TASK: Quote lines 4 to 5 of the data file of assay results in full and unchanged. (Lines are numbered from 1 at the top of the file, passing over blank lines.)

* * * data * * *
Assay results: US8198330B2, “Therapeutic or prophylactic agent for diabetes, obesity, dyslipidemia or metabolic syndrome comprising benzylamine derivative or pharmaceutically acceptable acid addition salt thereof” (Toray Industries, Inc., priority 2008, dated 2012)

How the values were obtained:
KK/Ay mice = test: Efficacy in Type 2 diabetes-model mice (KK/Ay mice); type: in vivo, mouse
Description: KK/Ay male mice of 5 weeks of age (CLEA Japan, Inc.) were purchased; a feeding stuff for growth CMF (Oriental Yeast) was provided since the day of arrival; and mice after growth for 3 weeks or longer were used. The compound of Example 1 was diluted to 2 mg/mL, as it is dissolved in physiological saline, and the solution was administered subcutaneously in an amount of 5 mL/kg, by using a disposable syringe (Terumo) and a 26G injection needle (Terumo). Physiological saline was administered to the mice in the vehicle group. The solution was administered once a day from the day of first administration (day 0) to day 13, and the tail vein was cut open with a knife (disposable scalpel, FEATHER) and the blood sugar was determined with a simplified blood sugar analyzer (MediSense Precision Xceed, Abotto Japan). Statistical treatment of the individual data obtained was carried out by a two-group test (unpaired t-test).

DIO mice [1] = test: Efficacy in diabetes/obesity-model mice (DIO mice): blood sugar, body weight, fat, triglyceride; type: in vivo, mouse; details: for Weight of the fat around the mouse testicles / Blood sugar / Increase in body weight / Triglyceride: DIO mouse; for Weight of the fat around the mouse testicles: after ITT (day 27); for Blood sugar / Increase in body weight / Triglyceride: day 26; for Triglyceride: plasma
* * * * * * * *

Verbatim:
Description: KK/Ay male mice of 5 weeks of age (CLEA Japan, Inc.) were purchased; a feeding stuff for growth CMF (Oriental Yeast) was provided since the day of arrival; and mice after growth for 3 weeks or longer were used. The compound of Example 1 was diluted to 2 mg/mL, as it is dissolved in physiological saline, and the solution was administered subcutaneously in an amount of 5 mL/kg, by using a disposable syringe (Terumo) and a 26G injection needle (Terumo). Physiological saline was administered to the mice in the vehicle group. The solution was administered once a day from the day of first administration (day 0) to day 13, and the tail vein was cut open with a knife (disposable scalpel, FEATHER) and the blood sugar was determined with a simplified blood sugar analyzer (MediSense Precision Xceed, Abotto Japan). Statistical treatment of the individual data obtained was carried out by a two-group test (unpaired t-test).

DIO mice [1] = test: Efficacy in diabetes/obesity-model mice (DIO mice): blood sugar, body weight, fat, triglyceride; type: in vivo, mouse; details: for Weight of the fat around the mouse testicles / Blood sugar / Increase in body weight / Triglyceride: DIO mouse; for Weight of the fat around the mouse testicles: after ITT (day 27); for Blood sugar / Increase in body weight / Triglyceride: day 26; for Triglyceride: plasma